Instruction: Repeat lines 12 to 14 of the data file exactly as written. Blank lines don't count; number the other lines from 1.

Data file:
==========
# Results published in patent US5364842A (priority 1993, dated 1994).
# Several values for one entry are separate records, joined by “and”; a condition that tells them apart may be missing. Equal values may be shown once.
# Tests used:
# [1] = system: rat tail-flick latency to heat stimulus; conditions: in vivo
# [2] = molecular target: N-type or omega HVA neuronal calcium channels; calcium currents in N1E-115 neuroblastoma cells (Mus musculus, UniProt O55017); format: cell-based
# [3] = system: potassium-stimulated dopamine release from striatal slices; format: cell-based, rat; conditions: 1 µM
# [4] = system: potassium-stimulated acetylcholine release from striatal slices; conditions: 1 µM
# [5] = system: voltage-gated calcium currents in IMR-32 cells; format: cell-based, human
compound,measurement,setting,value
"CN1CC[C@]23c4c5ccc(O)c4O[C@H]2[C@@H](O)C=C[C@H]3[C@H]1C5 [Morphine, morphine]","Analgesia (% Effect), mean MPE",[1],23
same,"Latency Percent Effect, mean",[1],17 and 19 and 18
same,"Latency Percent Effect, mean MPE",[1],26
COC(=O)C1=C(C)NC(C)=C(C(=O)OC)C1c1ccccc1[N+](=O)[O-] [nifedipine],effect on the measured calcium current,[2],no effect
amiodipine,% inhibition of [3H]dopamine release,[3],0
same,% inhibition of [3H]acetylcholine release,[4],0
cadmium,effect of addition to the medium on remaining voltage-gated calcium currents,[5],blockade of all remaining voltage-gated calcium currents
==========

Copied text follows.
same,"Latency Percent Effect, mean MPE",[1],26
COC(=O)C1=C(C)NC(C)=C(C(=O)OC)C1c1ccccc1[N+](=O)[O-] [nifedipine],effect on the measured calcium current,[2],no effect
amiodipine,% inhibition of [3H]dopamine release,[3],0